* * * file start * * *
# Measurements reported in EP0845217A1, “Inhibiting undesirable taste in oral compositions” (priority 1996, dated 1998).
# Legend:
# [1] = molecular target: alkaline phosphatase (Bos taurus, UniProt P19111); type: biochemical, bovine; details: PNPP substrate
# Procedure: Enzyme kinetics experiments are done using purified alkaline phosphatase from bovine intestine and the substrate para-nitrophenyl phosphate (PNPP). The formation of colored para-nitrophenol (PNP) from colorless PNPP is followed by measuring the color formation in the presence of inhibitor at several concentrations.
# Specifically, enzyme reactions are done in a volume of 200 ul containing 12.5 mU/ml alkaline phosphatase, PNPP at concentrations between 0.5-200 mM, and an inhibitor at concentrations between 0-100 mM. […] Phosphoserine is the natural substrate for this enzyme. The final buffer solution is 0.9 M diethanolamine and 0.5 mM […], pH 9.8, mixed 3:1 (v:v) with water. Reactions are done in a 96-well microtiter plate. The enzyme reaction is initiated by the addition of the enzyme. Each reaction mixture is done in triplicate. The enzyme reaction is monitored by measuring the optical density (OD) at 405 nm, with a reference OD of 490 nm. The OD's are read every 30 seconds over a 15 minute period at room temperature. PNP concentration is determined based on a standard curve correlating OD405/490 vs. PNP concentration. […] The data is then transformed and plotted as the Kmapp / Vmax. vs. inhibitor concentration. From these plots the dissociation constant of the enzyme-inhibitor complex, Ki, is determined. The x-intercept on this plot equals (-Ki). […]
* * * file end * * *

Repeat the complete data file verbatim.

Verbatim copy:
# Measurements reported in EP0845217A1, “Inhibiting undesirable taste in oral compositions” (priority 1996, dated 1998).
# Legend:
# [1] = molecular target: alkaline phosphatase (Bos taurus, UniProt P19111); type: biochemical, bovine; details: PNPP substrate
# Procedure: Enzyme kinetics experiments are done using purified alkaline phosphatase from bovine intestine and the substrate para-nitrophenyl phosphate (PNPP). The formation of colored para-nitrophenol (PNP) from colorless PNPP is followed by measuring the color formation in the presence of inhibitor at several concentrations.
# Specifically, enzyme reactions are done in a volume of 200 ul containing 12.5 mU/ml alkaline phosphatase, PNPP at concentrations between 0.5-200 mM, and an inhibitor at concentrations between 0-100 mM. […] Phosphoserine is the natural substrate for this enzyme. The final buffer solution is 0.9 M diethanolamine and 0.5 mM […], pH 9.8, mixed 3:1 (v:v) with water. Reactions are done in a 96-well microtiter plate. The enzyme reaction is initiated by the addition of the enzyme. Each reaction mixture is done in triplicate. The enzyme reaction is monitored by measuring the optical density (OD) at 405 nm, with a reference OD of 490 nm. The OD's are read every 30 seconds over a 15 minute period at room temperature. PNP concentration is determined based on a standard curve correlating OD405/490 vs. PNP concentration. […] The data is then transformed and plotted as the Kmapp / Vmax. vs. inhibitor concentration. From these plots the dissociation constant of the enzyme-inhibitor complex, Ki, is determined. The x-intercept on this plot equals (-Ki). […]